HJ/EDApril 17, 2006

Dassel model featued in Vogue magazine

By Roz Kohls
Staff Writer

When Lorayne Pitchford called her mother in Dassel about her fashion shoot in Vogue magazine, at first her mother thought she had been in a car accident. Pitchford was gasping with excitement, she said.

However, the news was good news. Pitchford, a junior at the University of Minnesota, was selected to be one of seven girls nationwide to be in an advertising campaign for Wal-Mart, and featured in an 8-inch by 12-inch photograph in the May edition of Vogue magazine.

“I just couldn’t believe it. I had to pinch myself,” said Pitchford, a 2003 graduate of Dassel Cokato High School.

Pitchford is no novice to the fashion modeling business. She has done runway modeling before. She modeled in three wedding fairs in Minneapolis and for Guess at the Mall of America. Pitchford is studying retail merchandising at the university and works at Herberger’s in Bloomington.

Pitchford, the daughter of David and Mechele Pitchford, said she was involved in art, dance and band while at Dassel Cokato High School, so modeling was just an extension of her general interest in “expression.”

In September, Pitchford spotted an advertisement in Vogue soliciting entrants for a modeling campaign. Wal-Mart wanted to upgrade its fashion line, she said.

Pitchford mailed in photographs and submitted a short essay about her style. Pitchford had written her style was “casual trendy” but “still able to turn a few heads,” she said.

In January she received a call from contest officials asking for her height and measurements, so Pitchford figured she must have been one of the finalists. Two weeks later Pitchford was told she was selected for the fashion shoot and would be going to New York City.

“It was really amazing,” Pitchford said.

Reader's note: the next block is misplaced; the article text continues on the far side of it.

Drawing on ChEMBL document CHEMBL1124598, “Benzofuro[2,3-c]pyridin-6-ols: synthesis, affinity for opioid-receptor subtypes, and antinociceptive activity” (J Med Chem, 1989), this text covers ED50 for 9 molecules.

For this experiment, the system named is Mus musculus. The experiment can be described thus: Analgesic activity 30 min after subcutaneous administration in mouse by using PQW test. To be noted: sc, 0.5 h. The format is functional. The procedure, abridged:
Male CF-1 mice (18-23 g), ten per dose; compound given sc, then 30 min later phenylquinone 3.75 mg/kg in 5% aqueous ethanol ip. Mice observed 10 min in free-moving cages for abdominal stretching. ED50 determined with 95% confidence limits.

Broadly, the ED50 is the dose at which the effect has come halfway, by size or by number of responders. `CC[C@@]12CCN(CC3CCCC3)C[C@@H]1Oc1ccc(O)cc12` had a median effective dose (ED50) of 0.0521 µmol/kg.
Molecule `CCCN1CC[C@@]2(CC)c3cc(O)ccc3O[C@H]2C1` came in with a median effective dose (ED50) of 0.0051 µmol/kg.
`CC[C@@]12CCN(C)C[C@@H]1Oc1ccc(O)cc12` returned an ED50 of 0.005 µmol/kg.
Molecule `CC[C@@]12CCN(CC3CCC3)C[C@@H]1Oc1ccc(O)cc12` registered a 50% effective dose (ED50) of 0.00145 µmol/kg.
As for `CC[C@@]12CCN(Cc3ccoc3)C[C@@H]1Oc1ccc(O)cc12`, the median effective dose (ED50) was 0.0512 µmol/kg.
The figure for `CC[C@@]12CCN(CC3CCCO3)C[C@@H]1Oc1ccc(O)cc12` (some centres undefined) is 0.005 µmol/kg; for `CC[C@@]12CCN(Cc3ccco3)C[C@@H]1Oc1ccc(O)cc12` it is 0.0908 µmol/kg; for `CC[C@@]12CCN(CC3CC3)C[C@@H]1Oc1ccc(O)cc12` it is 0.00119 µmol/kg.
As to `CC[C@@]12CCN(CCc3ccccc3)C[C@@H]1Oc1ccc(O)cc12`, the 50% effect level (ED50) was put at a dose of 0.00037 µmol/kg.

Pitchford stayed at the Millennium Hotel on Broadway and had car service while in New York. She was taken to the pier area, she believes was on Coney Island, to a large building that looked like a warehouse on the outside, she said.

Actually it was a major magazine photographic studio that included Vogue’s studio as well.

“It opens into a beautiful scene,” she said.

The studio included palm trees, restaurants, world-class photographers, designers, and make-up artists, she said.

Pitchford was directed to dress like “Kind of a rocker chick,” she said.

She wore a mini-skirt, five-inch wooden heeled shoes, a tank top that buttoned up the front, and purse and belt. Her hair was waved, Pitchford added.

All the clothes were from Wal-Mart but the accessories were Gucci and Prada, she said.

During the make-up session, the make-up artist continually told the girls to relax. “Everyone is human here,” they were told.

One of the things that Pitchford admires about high-fashion model Tyra Banks, in addition to her business savvy, is her ability to keep her perspective. “She’s real with herself, she’s real with other people,” Pitchford said.

So when Pitchford walked out for the photo shoot with photographer Patrick Demarchelier and the 30 officials from Wal-Mart and Vogue watching, she was surprised at how relaxed she was, she said.

“I pretty much did my own thing,” Pitchford said.

In addition to having a fan blowing her hair up and back, music was playing in the background. Pitchford started to dance along with the music while Demarchelier snapped the photos, she said.

Afterward, she was told her photo shoot was the best of the group, Pitchford said.


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